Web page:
Re: [GIT PULL] usercopy whitelisting for v4.15-rc1

From: Linus Torvalds
Date: Tue Nov 21 2017 - 10:25:13 EST

[ This turned longer than it should have. I guess jet lag is a good thing ]

On Tue, Nov 21, 2017 at 3:48 AM, Jason A. Donenfeld <Jason@xxxxxxxxx> wrote:
> It might be news to you that actually some security people scoff at
> other security peoples' obsession with "security bugs".

Heh. I'm not actually surprised. It's just that the public "look at
this security bug" ones are the ones you see.

> The security industry is largely obsessed by finding (and
> selling/using/patching/reporting/showcasing/stockpiling/detecting/stealing)
> these "dangerous/useful" variety of bugs. And this obsession is
> continually fulfilled because bugs keep happening -- which is just the
> nature of software development -- and so this "security bug"
> infatuation continues. It even leads to people upset with you that you
> don't care about CVEs and so forth, because they're so fixated on
> individual bugs and their security impact.


> So what's the
> alternative to obsessing over each individual software bug?
> In the context of the kernel, the solution from Spender and Pipacs,
> and more recently "adopted" by Kees and his KSPP project, has been to
> try to eliminate the "security utility" of bugs.

And the thing is, I obviously agree very much about the whole "let's
have multiple layers of security even within the kernel, so that
random individual bugs don't end up being so exploitable". Bugs will
happen, let's aim to limit their damage.

To turn them "benign" in your words.

So I should be thrilled pink about the hardening efforts, right?

Well, I would - except for what "benign" means in that context, and
how security people have very different expectations from users - and
how those are both different from developers.

>From a security standpoint, when you find an invalid access, and you
mitigate it, you've done a great job, and your hardening was
successful and you're done. "Look ma, it's not a security issue any
more", and you can basically ignore it as "just another bug" that is
now in a class that is no longer your problem.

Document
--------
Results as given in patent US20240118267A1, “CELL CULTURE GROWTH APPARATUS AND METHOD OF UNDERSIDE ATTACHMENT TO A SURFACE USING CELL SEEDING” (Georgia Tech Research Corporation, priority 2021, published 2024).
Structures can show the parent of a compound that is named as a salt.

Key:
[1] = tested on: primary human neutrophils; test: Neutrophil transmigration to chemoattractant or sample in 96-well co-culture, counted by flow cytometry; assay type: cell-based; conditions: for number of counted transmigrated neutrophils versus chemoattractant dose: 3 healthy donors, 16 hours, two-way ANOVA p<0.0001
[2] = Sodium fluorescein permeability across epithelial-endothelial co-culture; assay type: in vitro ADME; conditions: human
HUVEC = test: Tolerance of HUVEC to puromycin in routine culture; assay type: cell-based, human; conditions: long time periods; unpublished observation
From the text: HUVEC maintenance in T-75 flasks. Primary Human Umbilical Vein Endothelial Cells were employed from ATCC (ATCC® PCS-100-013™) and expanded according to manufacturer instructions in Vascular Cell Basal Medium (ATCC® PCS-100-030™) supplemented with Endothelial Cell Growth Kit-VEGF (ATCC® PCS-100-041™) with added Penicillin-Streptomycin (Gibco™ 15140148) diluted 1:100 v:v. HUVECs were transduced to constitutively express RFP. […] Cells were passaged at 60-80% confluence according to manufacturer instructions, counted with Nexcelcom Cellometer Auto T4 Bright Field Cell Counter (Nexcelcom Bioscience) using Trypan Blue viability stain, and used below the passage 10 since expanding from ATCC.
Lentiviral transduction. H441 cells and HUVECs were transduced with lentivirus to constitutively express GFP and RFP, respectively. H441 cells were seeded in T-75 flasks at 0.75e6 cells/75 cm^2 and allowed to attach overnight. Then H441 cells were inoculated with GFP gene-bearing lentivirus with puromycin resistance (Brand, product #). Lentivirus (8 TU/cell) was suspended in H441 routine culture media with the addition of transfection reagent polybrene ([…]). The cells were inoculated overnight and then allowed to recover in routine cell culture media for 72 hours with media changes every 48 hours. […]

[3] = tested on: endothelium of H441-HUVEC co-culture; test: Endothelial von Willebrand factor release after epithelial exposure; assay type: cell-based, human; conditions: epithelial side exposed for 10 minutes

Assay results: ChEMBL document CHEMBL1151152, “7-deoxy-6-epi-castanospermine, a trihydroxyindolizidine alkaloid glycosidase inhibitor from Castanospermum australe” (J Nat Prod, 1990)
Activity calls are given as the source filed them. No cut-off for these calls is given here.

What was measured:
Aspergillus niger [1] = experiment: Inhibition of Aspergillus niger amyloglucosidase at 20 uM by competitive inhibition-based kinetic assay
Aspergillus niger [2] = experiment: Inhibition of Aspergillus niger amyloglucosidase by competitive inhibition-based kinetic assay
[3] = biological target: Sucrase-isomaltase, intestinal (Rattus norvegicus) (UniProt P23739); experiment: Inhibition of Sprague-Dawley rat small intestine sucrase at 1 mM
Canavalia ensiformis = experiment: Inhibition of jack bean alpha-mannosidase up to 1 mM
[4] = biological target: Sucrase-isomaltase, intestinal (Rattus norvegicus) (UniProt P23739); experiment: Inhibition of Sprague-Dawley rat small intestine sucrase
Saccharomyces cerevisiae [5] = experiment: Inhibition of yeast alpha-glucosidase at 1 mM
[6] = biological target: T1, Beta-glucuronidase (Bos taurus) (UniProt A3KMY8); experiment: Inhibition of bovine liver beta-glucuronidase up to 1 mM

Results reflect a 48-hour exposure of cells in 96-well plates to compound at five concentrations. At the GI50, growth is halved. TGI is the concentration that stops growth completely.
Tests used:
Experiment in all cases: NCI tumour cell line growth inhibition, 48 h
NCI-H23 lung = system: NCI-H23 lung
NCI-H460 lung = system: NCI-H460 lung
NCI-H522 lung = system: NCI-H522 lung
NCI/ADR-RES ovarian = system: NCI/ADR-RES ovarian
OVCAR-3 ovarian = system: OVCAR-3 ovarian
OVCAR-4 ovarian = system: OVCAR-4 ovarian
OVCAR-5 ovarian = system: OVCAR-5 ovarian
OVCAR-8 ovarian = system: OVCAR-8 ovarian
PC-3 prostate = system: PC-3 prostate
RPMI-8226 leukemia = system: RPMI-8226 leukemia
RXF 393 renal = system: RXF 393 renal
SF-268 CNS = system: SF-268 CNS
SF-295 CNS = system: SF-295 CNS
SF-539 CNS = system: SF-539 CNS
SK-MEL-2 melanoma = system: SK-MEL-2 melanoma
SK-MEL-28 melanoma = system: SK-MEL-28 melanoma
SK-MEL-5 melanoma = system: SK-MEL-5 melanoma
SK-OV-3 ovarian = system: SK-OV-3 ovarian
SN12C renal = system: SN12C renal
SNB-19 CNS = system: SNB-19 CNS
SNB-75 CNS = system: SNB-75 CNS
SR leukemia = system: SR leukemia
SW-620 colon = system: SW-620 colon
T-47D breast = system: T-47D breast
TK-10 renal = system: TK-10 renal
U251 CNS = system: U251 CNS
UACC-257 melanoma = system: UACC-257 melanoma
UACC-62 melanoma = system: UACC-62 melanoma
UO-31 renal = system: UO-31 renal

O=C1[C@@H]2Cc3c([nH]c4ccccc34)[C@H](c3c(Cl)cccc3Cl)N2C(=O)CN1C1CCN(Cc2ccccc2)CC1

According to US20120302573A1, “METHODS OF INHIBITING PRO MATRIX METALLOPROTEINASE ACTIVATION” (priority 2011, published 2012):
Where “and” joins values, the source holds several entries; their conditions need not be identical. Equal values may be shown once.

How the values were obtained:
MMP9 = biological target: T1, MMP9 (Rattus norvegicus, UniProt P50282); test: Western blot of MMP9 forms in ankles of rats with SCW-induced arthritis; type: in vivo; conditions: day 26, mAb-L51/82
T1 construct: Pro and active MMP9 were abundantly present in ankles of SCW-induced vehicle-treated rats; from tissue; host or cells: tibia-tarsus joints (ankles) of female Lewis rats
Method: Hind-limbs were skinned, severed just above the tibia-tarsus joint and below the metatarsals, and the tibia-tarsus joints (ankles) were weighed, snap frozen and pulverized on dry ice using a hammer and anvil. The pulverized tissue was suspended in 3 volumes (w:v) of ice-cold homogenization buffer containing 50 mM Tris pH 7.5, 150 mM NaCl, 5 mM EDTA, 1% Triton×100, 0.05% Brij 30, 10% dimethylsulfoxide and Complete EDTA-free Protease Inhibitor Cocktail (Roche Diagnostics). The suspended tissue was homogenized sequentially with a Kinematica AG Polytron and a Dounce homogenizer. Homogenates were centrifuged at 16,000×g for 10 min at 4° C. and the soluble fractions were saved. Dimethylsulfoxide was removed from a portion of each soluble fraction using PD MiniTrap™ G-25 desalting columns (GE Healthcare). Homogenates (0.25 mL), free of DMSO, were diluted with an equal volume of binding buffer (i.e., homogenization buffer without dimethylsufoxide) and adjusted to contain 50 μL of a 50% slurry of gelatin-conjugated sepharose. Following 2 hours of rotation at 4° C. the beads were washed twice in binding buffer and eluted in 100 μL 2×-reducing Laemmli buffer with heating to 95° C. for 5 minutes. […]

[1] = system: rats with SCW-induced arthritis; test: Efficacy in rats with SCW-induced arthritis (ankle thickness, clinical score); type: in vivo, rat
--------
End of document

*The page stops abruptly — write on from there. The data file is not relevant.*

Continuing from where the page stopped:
So to you, the big win is when the access is _stopped_. That's the end
of the story from a security standpoint - at least if you are one of
those bad security people who don't care about anything else.

But from a developer standpoint, things _really_ are not done. Not
even close. From a developer standpoint, the bad access was just a
symptom, and it needs to be reported, and debugged, and fixed, so that
the bug actually gets corrected.

So from a developer standpoint, the end point of hardening is just
the starting point, and when _you_ think you're done, we're really
only getting started.

And from a _user_ standpoint, it's something else altogether. For a
user, pretty much EVERY SINGLE TIME, it wasn't actually a security
attack at all, it was just a latent bug that got exposed. And the
keyword here is that it was _latent_, and things used to work, and the
hardening patch did something - probably fairly drastic - to turn it
from "dangerous" to "benign" from a security perspective.

So from a user standpoint, the hardening was just a big nasty
annoyance, and probably made their workflow _break_, without actually
helping their case at all, because they never really saw the original
bug as a problem to begin with.

Notice? BIG disconnect in what "hardening" means for three groups, and
in particular, the number one rule of kernel development is that "we
don't break users".

Because without users, your program is pointless, and all the
development work you've done over decades is pointless.

.. and security is pointless too, in the end.

Now, the thing that annoys me and that makes me so _angry_ about this,
is that it shouldn't need to be that huge a disconnect.

It shouldn't need to be a big issue, because pretty much all the work
done for hardening should be able to actually make both the developers
and the users _happier_, instead of just making their lives miserable.